Palestinian Rocket Barrage From Gaza Draws Israeli Strikes
(Bloomberg) -- Gaza Strip rocket squads kept up their bombardment of southern Israel on Thursday, triggering waves of Israeli airstrikes against Hamas military installations as the sides alternated between talk of a cease-fire and warnings of all-out war.
Hamas said Thursday afternoon that the current round of fighting had ended -- though a rocket landed a few minutes later in the southern Israeli city of Beersheba, some 50 kilometers (30 miles) from Gaza, for the first time since the sides warred in 2014. Israel’s security cabinet was meeting Thursday afternoon amid warnings that a larger operation in Gaza was under consideration.
“Hamas is taking two million Palestinians hostage,” Israeli Housing Minister Yoav Gallant told reporters Thursday. “Whatever is needed to do in order to defend our citizens and soldiers will be done, no matter what the price will be in Gaza.”
The conflict heated up Wednesday night, a day after two Hamas commandos were killed by Israeli tank fire in disputed circumstances. Before the flareup, Hamas, which rules the 40-kilometer-long sliver of land, was examining a truce proposal sponsored by Egypt and the United Nations to curtail four months of border confrontations.
Hamas was embarrassed by talk that it was willing to agree to a “cheap” cease-fire, so it attacked vigorously to impress the Palestinian population, Gaza-based political analyst Akram Atallah said.
“Before Hamas reaches any truce agreement, it wants to increase its military credits to end the conflict with a big victory and a military draw with Israel,” Atallah said.
More than 180 rockets were fired from Gaza into Israel, the army said. About 30 were downed by Israel’s Iron Dome missile interception system and others fell in open areas, the army said.
Hamas officials said three Palestinians, including a baby, were killed in the Israeli strikes, whose targets included an underwater tunnel militants dug to infiltrate Israel and a factory for making tunneling parts, according to the military. Israeli army spokesman Lt. Col. Jonathan Conricus said seven Israelis were wounded by Hamas shelling.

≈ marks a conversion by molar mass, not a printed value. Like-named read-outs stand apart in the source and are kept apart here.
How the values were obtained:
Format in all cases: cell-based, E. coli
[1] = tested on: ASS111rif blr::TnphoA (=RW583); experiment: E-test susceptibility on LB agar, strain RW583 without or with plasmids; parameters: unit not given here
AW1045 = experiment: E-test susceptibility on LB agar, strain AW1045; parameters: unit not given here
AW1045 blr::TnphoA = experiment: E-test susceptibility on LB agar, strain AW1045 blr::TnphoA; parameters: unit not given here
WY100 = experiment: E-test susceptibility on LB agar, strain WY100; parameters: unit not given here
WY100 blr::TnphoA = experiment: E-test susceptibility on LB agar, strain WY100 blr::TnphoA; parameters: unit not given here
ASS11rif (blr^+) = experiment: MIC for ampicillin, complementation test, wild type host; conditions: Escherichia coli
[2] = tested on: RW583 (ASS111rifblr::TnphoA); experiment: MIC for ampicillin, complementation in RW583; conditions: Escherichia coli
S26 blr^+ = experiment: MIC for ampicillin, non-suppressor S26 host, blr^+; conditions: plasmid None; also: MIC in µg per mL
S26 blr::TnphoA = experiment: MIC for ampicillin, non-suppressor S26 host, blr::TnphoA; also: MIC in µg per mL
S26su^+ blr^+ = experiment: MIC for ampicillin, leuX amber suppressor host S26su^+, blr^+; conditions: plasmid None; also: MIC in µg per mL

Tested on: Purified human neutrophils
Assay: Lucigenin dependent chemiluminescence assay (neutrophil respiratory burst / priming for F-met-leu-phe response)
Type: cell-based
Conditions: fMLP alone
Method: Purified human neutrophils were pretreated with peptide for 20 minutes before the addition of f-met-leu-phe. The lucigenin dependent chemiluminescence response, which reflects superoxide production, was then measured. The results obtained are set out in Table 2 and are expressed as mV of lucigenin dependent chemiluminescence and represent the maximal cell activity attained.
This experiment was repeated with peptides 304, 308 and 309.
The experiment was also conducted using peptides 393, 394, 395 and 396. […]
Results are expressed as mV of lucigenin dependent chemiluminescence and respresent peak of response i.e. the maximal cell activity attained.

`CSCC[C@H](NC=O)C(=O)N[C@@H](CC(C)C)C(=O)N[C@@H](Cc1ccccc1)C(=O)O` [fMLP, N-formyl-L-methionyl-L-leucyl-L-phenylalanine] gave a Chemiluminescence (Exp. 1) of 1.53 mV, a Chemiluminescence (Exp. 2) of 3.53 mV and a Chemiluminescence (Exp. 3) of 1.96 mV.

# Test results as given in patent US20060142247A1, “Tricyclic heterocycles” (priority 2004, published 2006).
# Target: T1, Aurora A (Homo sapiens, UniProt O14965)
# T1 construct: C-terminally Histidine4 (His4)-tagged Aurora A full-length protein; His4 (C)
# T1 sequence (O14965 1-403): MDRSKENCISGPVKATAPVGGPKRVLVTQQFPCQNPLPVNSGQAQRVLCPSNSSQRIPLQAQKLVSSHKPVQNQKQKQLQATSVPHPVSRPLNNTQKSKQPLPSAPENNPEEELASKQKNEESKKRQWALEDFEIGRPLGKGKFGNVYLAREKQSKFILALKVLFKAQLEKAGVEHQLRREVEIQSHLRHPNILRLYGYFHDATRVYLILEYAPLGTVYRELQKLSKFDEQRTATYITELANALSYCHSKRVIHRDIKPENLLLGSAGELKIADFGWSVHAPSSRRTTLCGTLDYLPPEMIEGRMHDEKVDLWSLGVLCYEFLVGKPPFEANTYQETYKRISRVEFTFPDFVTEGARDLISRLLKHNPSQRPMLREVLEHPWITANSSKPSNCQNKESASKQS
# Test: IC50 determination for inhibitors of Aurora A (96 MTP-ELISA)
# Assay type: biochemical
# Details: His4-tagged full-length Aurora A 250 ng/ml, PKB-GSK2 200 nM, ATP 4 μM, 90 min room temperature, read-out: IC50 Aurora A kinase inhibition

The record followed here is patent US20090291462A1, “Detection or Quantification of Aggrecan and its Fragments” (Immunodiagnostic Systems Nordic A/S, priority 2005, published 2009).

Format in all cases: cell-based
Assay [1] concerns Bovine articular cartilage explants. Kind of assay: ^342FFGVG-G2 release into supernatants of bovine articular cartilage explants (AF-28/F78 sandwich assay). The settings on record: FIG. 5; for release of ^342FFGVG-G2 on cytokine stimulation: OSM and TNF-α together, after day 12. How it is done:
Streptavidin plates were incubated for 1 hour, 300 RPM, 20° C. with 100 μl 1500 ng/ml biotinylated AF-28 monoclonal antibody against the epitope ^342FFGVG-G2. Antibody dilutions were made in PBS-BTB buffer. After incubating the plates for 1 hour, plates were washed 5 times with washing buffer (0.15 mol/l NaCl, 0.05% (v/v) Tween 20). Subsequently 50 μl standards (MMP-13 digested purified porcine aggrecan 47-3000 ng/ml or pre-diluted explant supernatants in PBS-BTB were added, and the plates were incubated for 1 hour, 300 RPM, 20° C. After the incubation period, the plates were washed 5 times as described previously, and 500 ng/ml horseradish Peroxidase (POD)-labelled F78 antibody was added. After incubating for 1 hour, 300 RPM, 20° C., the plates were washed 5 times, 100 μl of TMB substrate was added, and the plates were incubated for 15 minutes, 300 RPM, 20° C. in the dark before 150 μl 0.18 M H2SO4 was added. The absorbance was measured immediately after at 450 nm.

Ehud Yaari, a fellow at the Washington Institute for Near East Policy, told reporters Hamas is still intent on reaching a cease-fire accord. The group is considered a terrorist organization by Israel, the U.S. and European Union.
“We have here a game in which both parties are trying to reach an understanding but are being swept into a sort of escalation,” Yaari said. Tensions may continue to rise “partly because of public pressure in Israel, partly because you can’t tell people in the south they can go on like this.”
Military spokesman Conricus said Israel had ground troops ready to be deployed and could evacuate communities near the Gaza border if necessary.
“There’s some irony in the disparity between reports of negotiations, the attempts to deescalate the situation, and then on the other hand seeing this Hamas behavior and its decision to target Israeli civilians, knowing that when they fire at our civilians we must respond,” Conricus said. “It’s counterproductive from a Gaza perspective, I think.”
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